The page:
the Data Transfer Element is usually reported by the DDS Autoloader, or it can
be inferred by MTX if there is only a single empty Storage Element.

kelewan:~# mtx status
Data Transfer Element:	Empty
Storage Element 1:	Full
Storage Element 2:	Full
Storage Element 3:	Full
Storage Element 4:	Full


kelewan:~# mtx status
Data Transfer Element:	Full (Storage Element 1 Loaded)
Storage Element 1:	Empty
Storage Element 2:	Full
Storage Element 3:	Full
Storage Element 4:	Full


mtx [ -f <tape-device> ] load <storage-element-number>

The "load" command loads the volume in Storage Element <storage-element-number>
into the Data Transfer Element.  An error is signaled if the Data Transfer
Element is already full.


mtx [ -f <tape-device> ] unload [ <storage-element-number> ]

The "unload" command unloads the volume in the Data Transfer Element into
Storage Element <storage-element-number>.  If <storage-element-number> is not
provided, then the volume is unloaded back into the Storage Element from which
it was originally loaded, if known.  An error is signaled if the Storage
Element is already full.


mtx [ -f <tape-device> ] first

The "first" command unloads any volume in the Data Transfer Element and then
loads the volume in the lowest numbered non-empty Storage Element.  If the
correct Storage Element is already loaded, the unload/load is suppressed.


mtx [ -f <tape-device> ] next

The "next" command unloads any volume in the Data Transfer Element and then
loads the volume in the lowest numbered non-empty Storage Element above the
Storage Element that was just unloaded.  If there is no next Storage Element,
the unload is still performed and the Data Transfer Element will be left empty
so that the volume is not accidentally overwritten.


mtx [ -f <tape-device> ] last

The "last" command unloads any volume in the Data Transfer Element and then
loads the volume in the highest numbered non-empty Storage Element.  If the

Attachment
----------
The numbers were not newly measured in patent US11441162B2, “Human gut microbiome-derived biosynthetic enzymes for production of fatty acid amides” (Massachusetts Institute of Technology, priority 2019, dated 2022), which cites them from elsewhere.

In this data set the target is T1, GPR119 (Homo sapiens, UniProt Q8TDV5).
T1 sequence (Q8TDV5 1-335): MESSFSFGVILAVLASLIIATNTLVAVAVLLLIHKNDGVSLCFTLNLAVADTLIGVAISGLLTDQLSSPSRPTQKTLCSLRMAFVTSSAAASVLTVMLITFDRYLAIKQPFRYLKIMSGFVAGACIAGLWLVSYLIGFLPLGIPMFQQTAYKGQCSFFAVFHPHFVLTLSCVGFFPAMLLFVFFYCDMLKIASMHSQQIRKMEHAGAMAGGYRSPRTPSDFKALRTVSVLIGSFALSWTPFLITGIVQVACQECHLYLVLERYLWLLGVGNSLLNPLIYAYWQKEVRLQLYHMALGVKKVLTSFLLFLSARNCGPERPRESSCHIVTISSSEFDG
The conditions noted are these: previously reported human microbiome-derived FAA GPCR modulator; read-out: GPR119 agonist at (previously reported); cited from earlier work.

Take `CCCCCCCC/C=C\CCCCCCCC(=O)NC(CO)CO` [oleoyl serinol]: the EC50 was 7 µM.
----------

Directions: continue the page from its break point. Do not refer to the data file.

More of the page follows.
correct Storage Element is already loaded, the unload/load is suppressed.


mtx [ -f <tape-device> ] previous

The "previous" command unloads any volume in the Data Transfer Element and then
loads the volume in the highest numbered non-empty Storage Element below the
Storage Element that was just unloaded.  If there is no previous Storage
Element, the unload is still performed and the Data Transfer Element will be
left empty so that the volume is not accidentally overwritten.


The interface is designed to allow both explicit control of precisely which
Storage Element is loaded, as well as sequential access among only the Storage
Elements that actually have volumes present.  Thus for example, one way of
using MTX would be to perform Monday's incremental backups on Storage Element
1, Tuesday's on Storage Element 2, and so on.  Multi-volume full backups are
also conveniently supported, as in:

setenv TAPE "/dev/st0"

mtx status

mtx first

time tar --create --one-file-system --atime-preserve \
	 --listed-incremental `date +%y%m%d`.ss \
	 --multi-volume --new-volume-script "mtx next" \
	 --directory /  <wherever>

mtx first

time tar --compare --multi-volume --new-volume-script "mtx next" \
	 --directory /

mtx unload


			   LINUX KERNEL REQUIREMENTS

Because the MOVE MEDIUM command may require 60 seconds or more to perform a
volume load or unload request, a longer timeout must be provided.  Linux
kernels 2.0.30 and 2.1.28 should already contain a long enough timeout.  For
earlier kernels, edit the file "linux/drivers/scsi/scsi_ioctl.c" and add the
following entries to the switch statement in ioctl_command:

      case MOVE_MEDIUM:
      case READ_ELEMENT_STATUS:
	timeout =  5 * 60 * HZ;	/* 5 minutes */
	retries = 1;
	break;

For older kernels, you may also need to add the following definitions to
"linux/include/scsi/scsi.h":

#define MOVE_MEDIUM           0xa5
#define READ_ELEMENT_STATUS   0xb8

Note also that "/usr/include/scsi" should be a symbolic link to the directory
"linux/include/scsi" from your kernel source.

Finally, when using MTX you may see some console messages from the SCSI tape
driver mentioning that there is no tape present.  These can safely be ignored.